Whaaaat? One of the songs that defined disco relegated to No. 11? Yes, and it was even the second time around for the song, which got released a year earlier and only made it to No. 53.

10. ‘Two Out Of Three Ain’t Bad’ — Meat Loaf (1978)

The top single from one of the greatest selling albums of all time, Bat Out of Hell, only managed No. 11 in the U.S. but made it to No. 5 in Canada. Meat Loaf remains more popular overseas than he is in the U.S., where he had only one Top 10 hit, 1993’s No. 1 smash “”I’d Do Anything for Love (But I Won’t Do That).”

11. ‘I Was Made For Lovin’ You’ — KISS (1979)

This single was as close as the glam-metal group could get to the Top 10 without resorting to ballads. They had hit the Top 10 earlier with “Beth” and would follow it up in 1990 with “Forever.”

12. ‘I Wanna Be Your Lover’ — Prince (1979)

In 1979, America was not ready for His Royal Badness and the funky single “I Wanna Be Your Lover.” With lyrics such as “I wanna be the only one you come for,” it’s a miracle that the single got airplay and made it to No. 11.

13. ‘Edge Of Seventeen’ — Stevie Nicks (1982)

When I think of Stevie Nicks, I think of this song. Not “Stop Draggin’ My Heart Around,” which went to No. 3, or “Talk to Me,” which reached No. 4. “Edge of Seventeen” did manage to reach No. 4 on the Mainstream Rock chart.

14. ‘Promises, Promises’ — Naked Eyes (1983)

This excellent follow-up to their Top 10 hit “Always Something There to Remind Me” deserved better, but inexplicably, the group fared much better in the U.S. than their native U.K., where “Promises, Promises” reached only No. 95.

15. ‘You Spin Me Round (Like A Record)’ — Dead Or Alive (1985)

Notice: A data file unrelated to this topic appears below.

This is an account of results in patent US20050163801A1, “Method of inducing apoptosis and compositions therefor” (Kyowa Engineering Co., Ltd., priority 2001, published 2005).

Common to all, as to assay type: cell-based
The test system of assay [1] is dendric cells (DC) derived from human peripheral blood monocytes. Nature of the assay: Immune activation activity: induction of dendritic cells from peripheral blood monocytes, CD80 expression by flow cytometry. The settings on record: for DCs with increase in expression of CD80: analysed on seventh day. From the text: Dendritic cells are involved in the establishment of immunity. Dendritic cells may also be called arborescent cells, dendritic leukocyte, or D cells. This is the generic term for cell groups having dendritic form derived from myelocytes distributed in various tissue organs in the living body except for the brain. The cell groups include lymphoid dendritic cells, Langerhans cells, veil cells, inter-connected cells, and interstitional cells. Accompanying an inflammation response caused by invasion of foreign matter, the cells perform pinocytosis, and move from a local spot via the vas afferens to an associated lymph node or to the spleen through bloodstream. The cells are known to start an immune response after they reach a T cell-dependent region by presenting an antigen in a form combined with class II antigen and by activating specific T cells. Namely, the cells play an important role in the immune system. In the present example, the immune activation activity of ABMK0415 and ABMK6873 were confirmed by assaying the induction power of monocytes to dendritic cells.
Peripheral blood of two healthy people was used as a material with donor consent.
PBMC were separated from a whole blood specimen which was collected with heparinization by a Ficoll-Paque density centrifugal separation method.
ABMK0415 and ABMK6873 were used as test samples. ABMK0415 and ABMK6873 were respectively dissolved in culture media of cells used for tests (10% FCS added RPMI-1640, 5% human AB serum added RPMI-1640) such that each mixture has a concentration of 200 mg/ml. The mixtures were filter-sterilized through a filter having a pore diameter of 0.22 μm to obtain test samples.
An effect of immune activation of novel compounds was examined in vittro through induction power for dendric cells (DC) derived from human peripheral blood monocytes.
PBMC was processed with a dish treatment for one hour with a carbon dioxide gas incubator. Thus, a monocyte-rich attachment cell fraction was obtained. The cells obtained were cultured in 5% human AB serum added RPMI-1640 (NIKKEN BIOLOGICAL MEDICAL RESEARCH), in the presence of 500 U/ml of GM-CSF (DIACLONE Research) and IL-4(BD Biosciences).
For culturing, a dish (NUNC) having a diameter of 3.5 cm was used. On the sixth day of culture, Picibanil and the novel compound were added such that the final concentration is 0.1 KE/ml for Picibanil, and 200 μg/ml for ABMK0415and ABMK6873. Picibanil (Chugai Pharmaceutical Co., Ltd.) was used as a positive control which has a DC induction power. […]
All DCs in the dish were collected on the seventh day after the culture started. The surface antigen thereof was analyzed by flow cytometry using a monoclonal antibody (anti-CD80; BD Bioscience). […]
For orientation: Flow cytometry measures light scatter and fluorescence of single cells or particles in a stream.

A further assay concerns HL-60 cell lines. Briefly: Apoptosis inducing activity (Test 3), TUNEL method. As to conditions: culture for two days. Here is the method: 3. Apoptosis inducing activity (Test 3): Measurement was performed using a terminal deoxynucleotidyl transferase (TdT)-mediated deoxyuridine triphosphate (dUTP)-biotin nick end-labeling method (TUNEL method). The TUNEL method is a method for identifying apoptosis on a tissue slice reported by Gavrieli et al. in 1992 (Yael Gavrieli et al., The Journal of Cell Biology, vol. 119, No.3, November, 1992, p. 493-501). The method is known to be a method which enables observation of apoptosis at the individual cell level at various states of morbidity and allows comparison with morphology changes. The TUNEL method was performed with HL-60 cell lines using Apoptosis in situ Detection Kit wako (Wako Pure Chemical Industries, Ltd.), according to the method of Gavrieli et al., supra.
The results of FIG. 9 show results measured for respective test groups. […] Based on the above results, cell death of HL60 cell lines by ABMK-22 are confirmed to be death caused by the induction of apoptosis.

Surprisingly, what was arguably the biggest techno/dance record of the 1980s didn’t make the Top 10. but it did reach No. 4 on the Hot Dance Club Play chart. So there’s that…

16. ‘Perfect Way’ — Scritti Politti (1985)

By 1985, the buying public was starting to tire of new wave, and Scritti Politti was a bit late on the scene. As a result, this excellent tune didn’t hit the Top 10 and was subsequently forgotten.

17. ‘The Promise’ — When In Rome (1988)

If Scritti Politti was late to the party, the party was over for When In Rome, who released “The Promise” in 1988 as a 12-inch single. It promptly went to the top of the Hot Dance Music/Club Play chart. They released it as a regular single and it managed to go to No. 11 — much higher than the U.K., where it hit No. 58.

18. ‘So Close’ — Daryl Hall & John Oates (1990)

Oh, yes, sooo close! The 80s pop duo just missed the Top 10 with “So Close,” and it would prove to be their last Top 40 hit. In fact, they would hit the Hot 100 only two more times. The 80s were indeed over.

19. ‘What Is Love’ — Haddaway (1993)

“What Is Love” was a huge hit in Europe, reaching No. 1 in 13 countries. It was less successful in the U.S. but rose again in 1998 when Chris Kattan and Will Ferrell used it as the basis of their “Roxbury Guys” skit on “Saturday Night Live.”

20. ‘Who Will Save Your Soul’ — Jewel (1996)

For all the press that Jewel received for her debut album, her first single, “Who Will Save Your Soul,” didn’t break sales records. That was left up to the next two singles, “You Were Meant for Me” and “Foolish Games”, which both reached No. 2.

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  1. Todd

    I have been waiting for this. Thanks.